Feasibility of 18-MV grid therapy from radiation protection aspects: unwanted dose and fatal cancer risk caused by photoneutrons and scattered photons
Karimi AH, Mirian SF, Mahmoudi F, Geraily G, Vega-Carrillo HR, Mohiuddin M. Feasibility of 18-MV grid therapy from radiation protection aspects: unwanted dose and fatal cancer risk caused by photoneutrons and scattered photons. Comput Methods Programs Biomed. 2022;213:106524. doi:10.1016/j.cmpb.2021.106524
Purpose: Photoneutron production is a common concern when using 18-MV photon beams in radiation therapy. In Spatially Fractionated Grid Radiation Therapy (SFGRT), the grid block in the collimation system modifies the neutron production, photon scattering, and electron contamination in and out of the radiation field. Such an effect was studied with grids made of different high-Z materials by Monte Carlo simulations. The results were also used to evaluate the lifetime risk of fatal cancers.
Methods: MCNPX® code (2.7.0 extensions) was employed to simulate an 18-MV LINAC (Varian 2100 C/D). Three types of grid made of brass, cerrobend, and lead were used to study the neutron and electron fluence. Output factors for each grid with different field sizes were calculated. A revised female MIRD phantom with an 8-cm spherical tumor inside the liver was used to estimate the dose to the tumor and the critical organs. A 20-Gy SFGRT plan with Anterior Posterior (AP) - Posterior Anterior (PA) grid beams was compared with a Conventional Fractionated Radiation Therapy (CFRT) plan which delivered 40-Gy to the tumor by AP-PA open beams. Neutron equivalent dose, photon equivalent dose, as well as lifetime risks of fatal cancer were calculated in the organs at risk.
Results: The grid blocks reduced the fluence of contaminant electrons inside the treatment field by more than 50%. The neutron fluences per electron-history in SFGRT plans with brass, cerrobend and lead were on average 55%, 31% and 31% less than that of the CFRT plan, respectively. However, when converting to fluences per delivered dose (Gy), the cerrobend and lead grid may incur higher neutron dose for 20 × 20 cm2 field size and above. The changes in neutron mean energy, as well as the correlated radiation weighting factors, were insignificant. The total risk due to the photoneutrons in the SFGRT plans was 87% or lower than that in the CFRT plans. In both SFGRT and CFRT plans, the contribution of the primary and scattered photons to the fatal cancer risk was 2 times or more than the photoneutrons. The total risks from photons in SFGRT with brass, cerrobend, and lead blocks were 1.733, 1.374, and 1.260%, respectively, which were less than 30% of the total photon-risk in CFRT (5.827%).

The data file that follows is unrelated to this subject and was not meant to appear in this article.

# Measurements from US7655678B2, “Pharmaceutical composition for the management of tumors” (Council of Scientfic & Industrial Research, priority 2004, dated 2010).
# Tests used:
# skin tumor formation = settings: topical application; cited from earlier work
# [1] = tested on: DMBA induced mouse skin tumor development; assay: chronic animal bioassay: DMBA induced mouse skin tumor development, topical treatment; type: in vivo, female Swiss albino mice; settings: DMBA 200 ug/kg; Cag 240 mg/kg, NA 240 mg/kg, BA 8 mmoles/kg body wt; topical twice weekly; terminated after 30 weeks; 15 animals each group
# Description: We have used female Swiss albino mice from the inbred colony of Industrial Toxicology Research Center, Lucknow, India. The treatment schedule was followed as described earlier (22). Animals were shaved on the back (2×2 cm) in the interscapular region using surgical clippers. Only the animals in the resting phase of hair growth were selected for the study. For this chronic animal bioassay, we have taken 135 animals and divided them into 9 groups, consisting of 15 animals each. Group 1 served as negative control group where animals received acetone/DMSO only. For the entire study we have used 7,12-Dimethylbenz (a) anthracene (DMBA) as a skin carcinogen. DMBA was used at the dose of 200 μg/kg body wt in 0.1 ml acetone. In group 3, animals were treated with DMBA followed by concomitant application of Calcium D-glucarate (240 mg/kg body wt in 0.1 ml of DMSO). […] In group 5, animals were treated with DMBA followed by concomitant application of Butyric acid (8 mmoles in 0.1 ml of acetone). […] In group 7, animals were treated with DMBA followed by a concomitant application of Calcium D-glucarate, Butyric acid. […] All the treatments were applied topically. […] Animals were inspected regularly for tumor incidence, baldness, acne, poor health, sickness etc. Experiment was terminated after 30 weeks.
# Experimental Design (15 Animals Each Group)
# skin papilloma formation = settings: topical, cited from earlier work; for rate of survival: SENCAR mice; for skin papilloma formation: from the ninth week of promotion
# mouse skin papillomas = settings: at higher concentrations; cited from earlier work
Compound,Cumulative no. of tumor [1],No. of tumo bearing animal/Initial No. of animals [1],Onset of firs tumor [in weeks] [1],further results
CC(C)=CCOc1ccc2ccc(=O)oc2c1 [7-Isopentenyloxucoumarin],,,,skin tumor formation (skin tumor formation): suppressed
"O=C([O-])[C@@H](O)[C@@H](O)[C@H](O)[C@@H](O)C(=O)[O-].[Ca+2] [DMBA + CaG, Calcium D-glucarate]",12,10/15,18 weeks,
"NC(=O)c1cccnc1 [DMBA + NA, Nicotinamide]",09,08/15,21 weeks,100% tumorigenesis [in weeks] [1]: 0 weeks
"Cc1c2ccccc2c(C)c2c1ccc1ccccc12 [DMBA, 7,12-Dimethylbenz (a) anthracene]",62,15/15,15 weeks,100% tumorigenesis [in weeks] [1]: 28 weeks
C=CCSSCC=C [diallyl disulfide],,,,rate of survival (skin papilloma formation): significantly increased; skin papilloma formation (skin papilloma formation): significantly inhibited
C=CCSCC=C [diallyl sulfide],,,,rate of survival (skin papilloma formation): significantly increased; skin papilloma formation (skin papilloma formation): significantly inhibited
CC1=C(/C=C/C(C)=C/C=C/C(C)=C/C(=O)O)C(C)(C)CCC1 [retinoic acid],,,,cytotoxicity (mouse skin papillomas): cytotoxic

Conclusion: In the brass, cerrobend, and lead grids, the attenuation of photoneutrons outweighs its photoneutron production in 18-MV SFGRT. The total cancer risks from photons and photoneutrons in the SFGRT plans were 30% or less of the risks in the CFRT plans (5.911%). Using 18 MV photon beams with brass, cerrobend, and lead grid blocks is still a feasible option for SFGRT.